The seeming pictorial analogy which falls far short of the situation is to be found in the case where water is mixed with milk[4]. Here the existence of the water is dependent upon the existence of the milk so long as the two exist in a mixed condition; and neither of them can be conceived without the other. The nature of the prakṛti and the puruṣa is also manifested from the essence of God’s nature as pure consciousness. The causality of substance, qualities and actions is also due to the underlying essence of God which permeates all things. The difference between the relation of samavāya and this unique relation of indistinguishableness in the ground is that while the former applies to the case of the intimate relation of the effects in and through themselves, the latter refers only to the special fact of the indistinguishable character of the effect in the cause, and has no reference to the relation of the effect-parts among themselves with reference to the whole as an inseparable concatenation of effects. The ordinary organic relation such as that which subsists between the parts of a living body is thus different from that which is referred to here as the indistinguishable character of the effects in the ground.

The parts of the universe as comprising the living and the non-living may be regarded as inseparably united with one another in the whole, but such a relation is an intimate relation between the effects, and the whole is nothing but an assemblage of these. This is what may be called the special feature of samavāya relation. But in the unique relation of indistinguishableness in the ground the effect subsists in the ground in such a manner that the effect has no separate reality from the cause[5]. Brahman in this view is the basis or the substratum—the ground which supports the totality of the unitv of prakṛti and the puruṣas to evolve itself into the universe with its varied forms[6]. It does not, therefore, in itself participate in the changing evolution and transformation of world-forms, but it always exists as one with it, and being in it and supported by it, it develops into the world.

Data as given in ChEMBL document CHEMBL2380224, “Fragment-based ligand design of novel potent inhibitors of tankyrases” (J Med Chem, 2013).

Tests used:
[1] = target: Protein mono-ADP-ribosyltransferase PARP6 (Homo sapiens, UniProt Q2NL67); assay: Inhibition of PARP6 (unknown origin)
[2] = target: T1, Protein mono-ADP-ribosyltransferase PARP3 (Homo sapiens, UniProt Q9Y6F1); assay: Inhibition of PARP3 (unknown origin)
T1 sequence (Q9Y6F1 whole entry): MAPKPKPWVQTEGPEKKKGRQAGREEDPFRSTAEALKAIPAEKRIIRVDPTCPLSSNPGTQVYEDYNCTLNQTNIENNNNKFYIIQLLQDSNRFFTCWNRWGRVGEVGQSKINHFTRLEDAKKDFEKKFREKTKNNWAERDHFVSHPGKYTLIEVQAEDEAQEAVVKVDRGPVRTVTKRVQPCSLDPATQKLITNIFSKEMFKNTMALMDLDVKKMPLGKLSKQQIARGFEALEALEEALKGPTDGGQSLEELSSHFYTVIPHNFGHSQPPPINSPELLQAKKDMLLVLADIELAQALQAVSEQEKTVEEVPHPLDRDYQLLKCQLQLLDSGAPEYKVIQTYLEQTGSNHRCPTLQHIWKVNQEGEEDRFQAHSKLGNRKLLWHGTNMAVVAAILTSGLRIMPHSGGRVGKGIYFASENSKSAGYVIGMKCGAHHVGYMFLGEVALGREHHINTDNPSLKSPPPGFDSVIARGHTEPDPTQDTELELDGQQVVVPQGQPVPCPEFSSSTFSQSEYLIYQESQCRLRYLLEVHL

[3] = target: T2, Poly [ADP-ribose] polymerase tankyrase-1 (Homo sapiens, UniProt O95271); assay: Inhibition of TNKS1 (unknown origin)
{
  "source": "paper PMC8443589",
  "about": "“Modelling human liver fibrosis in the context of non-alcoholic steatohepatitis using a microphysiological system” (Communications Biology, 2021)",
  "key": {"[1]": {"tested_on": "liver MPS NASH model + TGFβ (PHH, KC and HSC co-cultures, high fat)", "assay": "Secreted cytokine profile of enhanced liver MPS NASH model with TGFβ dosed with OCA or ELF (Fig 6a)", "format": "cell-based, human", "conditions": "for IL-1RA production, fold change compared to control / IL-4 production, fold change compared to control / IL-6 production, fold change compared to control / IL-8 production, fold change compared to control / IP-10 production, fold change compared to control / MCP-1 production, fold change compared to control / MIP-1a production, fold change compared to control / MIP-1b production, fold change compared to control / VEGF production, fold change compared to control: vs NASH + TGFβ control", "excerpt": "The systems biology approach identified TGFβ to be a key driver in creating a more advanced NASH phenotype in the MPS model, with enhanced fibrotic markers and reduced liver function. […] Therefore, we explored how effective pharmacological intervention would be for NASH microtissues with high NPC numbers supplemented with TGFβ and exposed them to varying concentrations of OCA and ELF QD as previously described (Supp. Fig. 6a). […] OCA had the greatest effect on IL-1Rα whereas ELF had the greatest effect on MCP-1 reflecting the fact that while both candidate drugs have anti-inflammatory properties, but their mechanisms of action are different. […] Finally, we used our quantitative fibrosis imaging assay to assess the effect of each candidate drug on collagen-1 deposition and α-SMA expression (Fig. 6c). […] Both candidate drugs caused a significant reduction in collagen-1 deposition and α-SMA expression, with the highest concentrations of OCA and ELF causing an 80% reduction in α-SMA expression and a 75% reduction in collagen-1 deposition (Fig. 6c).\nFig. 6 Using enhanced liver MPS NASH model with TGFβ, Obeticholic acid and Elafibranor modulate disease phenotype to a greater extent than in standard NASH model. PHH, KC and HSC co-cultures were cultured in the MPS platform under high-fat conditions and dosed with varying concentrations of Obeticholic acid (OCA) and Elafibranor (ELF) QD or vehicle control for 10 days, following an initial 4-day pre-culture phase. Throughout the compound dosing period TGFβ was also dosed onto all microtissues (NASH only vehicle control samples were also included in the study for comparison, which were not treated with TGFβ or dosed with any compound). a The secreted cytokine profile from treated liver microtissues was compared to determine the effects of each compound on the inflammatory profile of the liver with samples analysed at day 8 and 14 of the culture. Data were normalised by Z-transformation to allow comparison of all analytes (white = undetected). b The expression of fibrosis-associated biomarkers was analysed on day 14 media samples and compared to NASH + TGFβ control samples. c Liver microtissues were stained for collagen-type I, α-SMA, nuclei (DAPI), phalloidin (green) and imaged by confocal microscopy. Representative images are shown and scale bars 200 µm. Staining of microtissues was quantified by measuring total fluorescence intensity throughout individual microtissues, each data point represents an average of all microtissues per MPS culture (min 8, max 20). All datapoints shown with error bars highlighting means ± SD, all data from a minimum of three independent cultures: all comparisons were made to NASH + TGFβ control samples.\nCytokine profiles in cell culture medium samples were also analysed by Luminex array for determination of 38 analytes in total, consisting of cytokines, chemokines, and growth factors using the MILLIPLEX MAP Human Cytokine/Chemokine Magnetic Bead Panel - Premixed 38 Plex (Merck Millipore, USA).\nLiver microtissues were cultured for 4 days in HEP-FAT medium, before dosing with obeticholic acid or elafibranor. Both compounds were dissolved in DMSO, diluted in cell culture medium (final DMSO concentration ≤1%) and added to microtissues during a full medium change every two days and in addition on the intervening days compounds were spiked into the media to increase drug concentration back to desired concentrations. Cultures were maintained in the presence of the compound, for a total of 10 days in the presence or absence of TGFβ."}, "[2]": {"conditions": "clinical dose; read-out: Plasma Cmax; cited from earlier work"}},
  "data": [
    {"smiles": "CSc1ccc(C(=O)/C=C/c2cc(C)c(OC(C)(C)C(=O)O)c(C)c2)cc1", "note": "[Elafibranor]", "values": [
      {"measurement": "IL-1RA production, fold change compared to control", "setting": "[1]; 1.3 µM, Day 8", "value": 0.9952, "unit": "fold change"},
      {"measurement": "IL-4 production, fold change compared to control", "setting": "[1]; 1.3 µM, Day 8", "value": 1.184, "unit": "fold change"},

Vijñāna Bhikṣu says that the Vaiśeṣikas believe that God is the dynamic or the instrumental agent, whereas he thinks that the causality of God cannot be regarded as being either of the samavāyi, asamavāyi or nimitta types, but is a fourth kind of conception— cause as ground or container[7]. He also describes this type of causation as being adhiṣṭhāna, a term with which we are familiar in Śaṅkara Vedānta. But the difference between the two kinds of conception of adhiṣṭhāna kāraṇa is indeed very great, for while Bhikṣu considers this to be the unchangeable ground which sustains the movements of the principle of change in it in an undivided unity, Śaṅkara regards adhiṣṭhāna as the basis of all changes which are unreal in themselves. According to Bhikṣu, however, the changing phenomena are not unreal, but they are only changes which are the modifications of a principle of change which subsists in an undivided unity with the ground cause. When they say that the world is both being and non-being (sad-asadrūpa), and is hence unreal and illusory, the Śaṅkarites suffer from a grave misconception.

The world is called sat and as at (being and non-being), because it represents the principle of becoming or change. It is affirmed as “this” and yet because it changes it is again not affirmed as “this.” The future forms of the changing process are also non-existent as it were in the present form and the present form is also nonexistent as it were in the future forms that are to be. Thus, any of its forms may be regarded as not existing and hence false when compared with an entity that always exists and in the same form[8]. All objects of the world so far as they are past and future are contradicted by their present states and are therefore regarded as false, but so far as they are perceived in their present state they are regarded as real[9].